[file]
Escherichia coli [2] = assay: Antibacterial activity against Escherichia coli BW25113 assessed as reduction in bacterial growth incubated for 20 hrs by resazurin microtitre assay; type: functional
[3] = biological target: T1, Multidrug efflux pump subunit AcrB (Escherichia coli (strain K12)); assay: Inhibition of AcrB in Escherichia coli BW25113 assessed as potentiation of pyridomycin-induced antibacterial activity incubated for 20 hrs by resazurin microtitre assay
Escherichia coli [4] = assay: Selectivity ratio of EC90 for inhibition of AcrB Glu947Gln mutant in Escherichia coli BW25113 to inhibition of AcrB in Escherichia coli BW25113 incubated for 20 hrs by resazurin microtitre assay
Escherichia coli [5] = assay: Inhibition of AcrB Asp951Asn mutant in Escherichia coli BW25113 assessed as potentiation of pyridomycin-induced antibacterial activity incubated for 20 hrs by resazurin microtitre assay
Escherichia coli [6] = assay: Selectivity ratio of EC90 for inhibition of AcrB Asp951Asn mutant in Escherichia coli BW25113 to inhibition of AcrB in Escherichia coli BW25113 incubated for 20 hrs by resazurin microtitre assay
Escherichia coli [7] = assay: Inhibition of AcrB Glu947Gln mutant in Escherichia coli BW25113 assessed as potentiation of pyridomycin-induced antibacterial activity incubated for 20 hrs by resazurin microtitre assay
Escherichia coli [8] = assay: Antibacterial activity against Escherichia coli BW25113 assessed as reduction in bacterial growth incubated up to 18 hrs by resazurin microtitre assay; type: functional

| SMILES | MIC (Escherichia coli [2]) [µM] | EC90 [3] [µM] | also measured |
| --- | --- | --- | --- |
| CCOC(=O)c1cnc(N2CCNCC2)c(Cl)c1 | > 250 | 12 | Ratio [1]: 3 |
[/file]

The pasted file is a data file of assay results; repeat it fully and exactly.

Escherichia coli [2] = assay: Antibacterial activity against Escherichia coli BW25113 assessed as reduction in bacterial growth incubated for 20 hrs by resazurin microtitre assay; type: functional
[3] = biological target: T1, Multidrug efflux pump subunit AcrB (Escherichia coli (strain K12)); assay: Inhibition of AcrB in Escherichia coli BW25113 assessed as potentiation of pyridomycin-induced antibacterial activity incubated for 20 hrs by resazurin microtitre assay
Escherichia coli [4] = assay: Selectivity ratio of EC90 for inhibition of AcrB Glu947Gln mutant in Escherichia coli BW25113 to inhibition of AcrB in Escherichia coli BW25113 incubated for 20 hrs by resazurin microtitre assay
Escherichia coli [5] = assay: Inhibition of AcrB Asp951Asn mutant in Escherichia coli BW25113 assessed as potentiation of pyridomycin-induced antibacterial activity incubated for 20 hrs by resazurin microtitre assay
Escherichia coli [6] = assay: Selectivity ratio of EC90 for inhibition of AcrB Asp951Asn mutant in Escherichia coli BW25113 to inhibition of AcrB in Escherichia coli BW25113 incubated for 20 hrs by resazurin microtitre assay
Escherichia coli [7] = assay: Inhibition of AcrB Glu947Gln mutant in Escherichia coli BW25113 assessed as potentiation of pyridomycin-induced antibacterial activity incubated for 20 hrs by resazurin microtitre assay
Escherichia coli [8] = assay: Antibacterial activity against Escherichia coli BW25113 assessed as reduction in bacterial growth incubated up to 18 hrs by resazurin microtitre assay; type: functional

| SMILES | MIC (Escherichia coli [2]) [µM] | EC90 [3] [µM] | also measured |
| --- | --- | --- | --- |
| CCOC(=O)c1cnc(N2CCNCC2)c(Cl)c1 | > 250 | 12 | Ratio [1]: 3 |